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The rise of an economic superpower: What does China want?

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These men are part of a growing Chinese presence in Congo that has already flexed some impressive economic muscle. Chinese companies are behind two billion-dollar deals, now in the works, to buy two large copper mines near Lubumbashi. Across the African continent, others like them are engaged in China's most dramatic drive for friends abroad, seeking to secure the oil, minerals, and other raw materials that China's still-booming economy needs.

"China's financial support on the continent gives African countries a choice" between East and West, says one Chinese activist at a nongovernmental organization following Beijing's African adventure, who asked not to be identified.

China's financial muscle has been key to its growing influence in the Democratic Republic of Congo, where Beijing signed a $6 billion minerals-for-infrastructure deal in 2009. Congo's traditional Western partners don't have the ready cash for the mammoth task of rebuilding the war-ravaged country, says Congo's communications minister, Lambert Mende, so "China is very important."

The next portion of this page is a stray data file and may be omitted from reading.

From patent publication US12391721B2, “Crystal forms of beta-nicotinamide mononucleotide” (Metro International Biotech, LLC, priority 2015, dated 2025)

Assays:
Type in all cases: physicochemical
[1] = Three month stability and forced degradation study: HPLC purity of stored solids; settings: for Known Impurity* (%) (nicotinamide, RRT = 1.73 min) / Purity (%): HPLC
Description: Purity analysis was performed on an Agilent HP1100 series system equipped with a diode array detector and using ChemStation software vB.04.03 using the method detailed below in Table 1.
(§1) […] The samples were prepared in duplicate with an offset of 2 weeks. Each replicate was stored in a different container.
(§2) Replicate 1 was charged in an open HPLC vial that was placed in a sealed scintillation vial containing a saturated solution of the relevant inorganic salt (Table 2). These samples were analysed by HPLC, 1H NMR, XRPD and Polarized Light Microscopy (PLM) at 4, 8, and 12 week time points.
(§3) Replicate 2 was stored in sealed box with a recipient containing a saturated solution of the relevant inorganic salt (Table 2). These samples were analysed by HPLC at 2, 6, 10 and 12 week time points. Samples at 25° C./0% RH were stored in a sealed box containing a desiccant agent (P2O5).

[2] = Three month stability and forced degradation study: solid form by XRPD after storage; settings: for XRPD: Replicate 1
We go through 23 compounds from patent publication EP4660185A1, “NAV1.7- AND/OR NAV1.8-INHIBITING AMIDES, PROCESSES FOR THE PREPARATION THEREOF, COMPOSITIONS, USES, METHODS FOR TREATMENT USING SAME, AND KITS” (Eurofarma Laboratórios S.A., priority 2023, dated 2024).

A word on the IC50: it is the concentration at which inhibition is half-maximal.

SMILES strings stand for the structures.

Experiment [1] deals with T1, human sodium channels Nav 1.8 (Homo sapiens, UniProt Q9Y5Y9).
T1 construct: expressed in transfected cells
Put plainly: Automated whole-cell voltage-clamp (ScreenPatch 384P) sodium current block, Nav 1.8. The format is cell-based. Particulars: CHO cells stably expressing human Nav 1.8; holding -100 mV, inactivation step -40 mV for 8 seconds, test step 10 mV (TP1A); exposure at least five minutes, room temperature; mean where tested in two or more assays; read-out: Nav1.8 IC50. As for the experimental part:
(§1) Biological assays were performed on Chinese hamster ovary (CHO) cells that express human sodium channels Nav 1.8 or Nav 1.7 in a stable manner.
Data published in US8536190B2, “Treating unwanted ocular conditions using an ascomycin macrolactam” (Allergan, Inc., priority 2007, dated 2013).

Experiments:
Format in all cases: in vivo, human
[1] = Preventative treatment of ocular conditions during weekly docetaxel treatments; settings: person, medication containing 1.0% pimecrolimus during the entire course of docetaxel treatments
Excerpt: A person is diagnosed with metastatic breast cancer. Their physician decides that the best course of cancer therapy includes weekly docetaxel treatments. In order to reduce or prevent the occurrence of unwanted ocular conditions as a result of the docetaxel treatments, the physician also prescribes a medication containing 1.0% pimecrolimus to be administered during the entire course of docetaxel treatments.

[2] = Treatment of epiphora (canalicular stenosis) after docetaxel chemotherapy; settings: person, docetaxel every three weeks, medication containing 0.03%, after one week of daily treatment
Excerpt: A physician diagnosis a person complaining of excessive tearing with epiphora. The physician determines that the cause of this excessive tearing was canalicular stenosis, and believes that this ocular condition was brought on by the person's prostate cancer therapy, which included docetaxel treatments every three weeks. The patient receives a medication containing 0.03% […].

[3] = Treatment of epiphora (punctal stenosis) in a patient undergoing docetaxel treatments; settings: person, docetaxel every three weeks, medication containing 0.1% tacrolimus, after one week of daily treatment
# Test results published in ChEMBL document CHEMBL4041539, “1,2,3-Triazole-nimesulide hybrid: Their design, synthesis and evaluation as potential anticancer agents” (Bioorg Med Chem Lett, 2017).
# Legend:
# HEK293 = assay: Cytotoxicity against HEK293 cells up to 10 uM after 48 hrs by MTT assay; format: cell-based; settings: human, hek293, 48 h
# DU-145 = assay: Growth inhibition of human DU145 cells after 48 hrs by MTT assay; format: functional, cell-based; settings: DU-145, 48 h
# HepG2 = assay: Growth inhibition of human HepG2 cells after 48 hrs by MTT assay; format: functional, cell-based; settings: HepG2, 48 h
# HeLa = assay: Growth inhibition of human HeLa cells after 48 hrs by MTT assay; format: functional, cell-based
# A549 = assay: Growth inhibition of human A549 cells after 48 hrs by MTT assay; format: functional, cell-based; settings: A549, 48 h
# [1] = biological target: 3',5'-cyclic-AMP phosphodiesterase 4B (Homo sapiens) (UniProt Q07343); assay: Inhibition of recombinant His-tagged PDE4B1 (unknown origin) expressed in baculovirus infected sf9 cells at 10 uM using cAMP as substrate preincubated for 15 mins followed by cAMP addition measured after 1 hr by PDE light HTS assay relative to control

In return for 10 million tons of copper and 600,000 tons of cobalt, China will build roads, schools, hydroelectric dams, and hospitals. Half the deal is a barter, which means that it adds less to the country's foreign debt burden.

"Whether [the deal] will prove to be more effective than the Western model in the long term remains to be seen," says Lizzie Parsons of the Global Witness pressure group. Among unanswered questions: whether money will be siphoned off corruptly, whether all the infrastructure will be built, and what impact fluctuating mineral prices will have on the deal.

Orange construction vehicles from China are already a common sight at roadworks all over the capital, Kinshasa, and more and more people are doing business with Chinese firms. The experience is not always a pleasant one, according to one Western businessman who has worked in Kinshasa for nearly two decades.

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